Friday, August 7, 2009

The Hole

My sister said recently that her grief is like a hole.

Sometimes she can't help but fall into it. However, she is learning when she is getting close to it, and now, sometimes, she can choose to fall into the hole or not. Plus, the edges are no longer a sharp dropoff but are getting rather boggy, so she can tell when she is getting close to that edge.

Yesterday, I took the rabbit to the nursing home for his picture session for his article, then met up with my sister to make the funeral arrangements, then to the florist to choose the flowers, then to the nursing home to pack my mother's things, then to lunch, then to meet with the minister to plan the funeral, then to the grocery store, then home to make supper. I realized at seven, when Nita was needy of attention from Mama while EG had the other two at music lessons, that I was so exhausted I was shaking. I did some homework and then went to bed with EG, where we talked for the first time that day. All that activity kept me away from the hole.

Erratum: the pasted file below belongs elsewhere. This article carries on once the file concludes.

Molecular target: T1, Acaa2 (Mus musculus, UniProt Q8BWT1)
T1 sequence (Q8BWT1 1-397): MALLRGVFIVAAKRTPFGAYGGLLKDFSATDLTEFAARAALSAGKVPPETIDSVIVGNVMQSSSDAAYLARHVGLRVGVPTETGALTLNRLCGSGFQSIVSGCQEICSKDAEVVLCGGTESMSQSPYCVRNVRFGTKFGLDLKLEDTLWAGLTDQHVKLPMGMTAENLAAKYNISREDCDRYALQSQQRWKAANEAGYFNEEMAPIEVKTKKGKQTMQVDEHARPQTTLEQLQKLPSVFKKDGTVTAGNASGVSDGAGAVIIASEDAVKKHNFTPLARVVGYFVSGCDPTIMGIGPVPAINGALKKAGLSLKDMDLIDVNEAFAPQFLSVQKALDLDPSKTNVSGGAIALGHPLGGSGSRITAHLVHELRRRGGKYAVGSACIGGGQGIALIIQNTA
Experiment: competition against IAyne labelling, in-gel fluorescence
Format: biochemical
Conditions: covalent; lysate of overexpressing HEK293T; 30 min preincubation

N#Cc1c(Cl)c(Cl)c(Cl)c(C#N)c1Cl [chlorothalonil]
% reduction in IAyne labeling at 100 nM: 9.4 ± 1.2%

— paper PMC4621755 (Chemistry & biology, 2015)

This morning, just before dawn, I woke and realized I was right on the edge of that hole. Two cardinals, my mother's favorite birds, were calling, competing if you will, with how loudly and beautifully they could sing. Pretty, pretty, pretty, pretty, pretty, they said, sounding as if they were throwing back their heads and just letting loose with all they had in pure joy at the sun coming up one more day.

I got up and went into the bathroom, and Harry thought that was a good idea, so he announced he had to go outside RIGHT THIS MINUTE. I went out with him, and stood and looked at the early sunrise, pink and orange and purple with a big thundercloud in the middle of it, and remembered a verse I had found tucked into one of my mother's dresser drawers, written in her handwriting. It said,

I took an hour
To look at a flower,
A day to look at a shell.
A week went by
As I looked at the sky.
Oh, time has treated me well.

So I stopped to fully appreciate the sight. The cardinals flew off to begin their day, leaving me to carry on their appreciation for them.